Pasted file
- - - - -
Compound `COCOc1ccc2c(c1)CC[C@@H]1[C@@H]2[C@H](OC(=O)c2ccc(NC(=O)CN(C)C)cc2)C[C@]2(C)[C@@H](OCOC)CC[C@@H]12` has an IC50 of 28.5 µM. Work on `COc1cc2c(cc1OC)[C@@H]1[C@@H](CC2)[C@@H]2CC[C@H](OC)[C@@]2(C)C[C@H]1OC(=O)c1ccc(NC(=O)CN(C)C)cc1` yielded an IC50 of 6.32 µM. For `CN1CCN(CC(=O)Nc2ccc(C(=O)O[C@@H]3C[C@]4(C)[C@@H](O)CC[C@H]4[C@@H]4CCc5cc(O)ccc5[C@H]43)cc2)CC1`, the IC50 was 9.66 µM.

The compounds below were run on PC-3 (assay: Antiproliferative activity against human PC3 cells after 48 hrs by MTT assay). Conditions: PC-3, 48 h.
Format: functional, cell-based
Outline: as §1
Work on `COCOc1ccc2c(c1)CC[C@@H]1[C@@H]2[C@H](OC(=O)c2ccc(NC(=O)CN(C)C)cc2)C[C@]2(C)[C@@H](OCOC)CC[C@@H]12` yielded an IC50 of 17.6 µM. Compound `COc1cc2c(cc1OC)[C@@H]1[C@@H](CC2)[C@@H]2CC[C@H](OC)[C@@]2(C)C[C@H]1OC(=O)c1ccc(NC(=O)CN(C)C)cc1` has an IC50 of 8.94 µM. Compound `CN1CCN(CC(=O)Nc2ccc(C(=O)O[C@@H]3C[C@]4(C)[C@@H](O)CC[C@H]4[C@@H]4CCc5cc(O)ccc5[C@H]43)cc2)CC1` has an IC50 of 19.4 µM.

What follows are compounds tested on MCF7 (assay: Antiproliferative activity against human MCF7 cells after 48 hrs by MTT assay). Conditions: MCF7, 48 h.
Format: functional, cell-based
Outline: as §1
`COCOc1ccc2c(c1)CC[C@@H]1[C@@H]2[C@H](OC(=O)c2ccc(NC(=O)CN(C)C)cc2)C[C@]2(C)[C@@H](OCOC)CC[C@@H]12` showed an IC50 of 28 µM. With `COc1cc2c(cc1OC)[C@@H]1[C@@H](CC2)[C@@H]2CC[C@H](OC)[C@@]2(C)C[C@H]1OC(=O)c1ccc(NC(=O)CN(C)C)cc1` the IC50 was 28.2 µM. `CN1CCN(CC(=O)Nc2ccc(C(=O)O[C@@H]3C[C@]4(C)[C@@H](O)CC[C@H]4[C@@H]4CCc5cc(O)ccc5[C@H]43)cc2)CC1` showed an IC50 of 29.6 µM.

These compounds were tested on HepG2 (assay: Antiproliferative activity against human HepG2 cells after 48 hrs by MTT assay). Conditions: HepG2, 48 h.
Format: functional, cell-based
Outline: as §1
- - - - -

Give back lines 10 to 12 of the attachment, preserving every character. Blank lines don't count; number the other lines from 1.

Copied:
These compounds were tested on HepG2 (assay: Antiproliferative activity against human HepG2 cells after 48 hrs by MTT assay). Conditions: HepG2, 48 h.
Format: functional, cell-based
Outline: as §1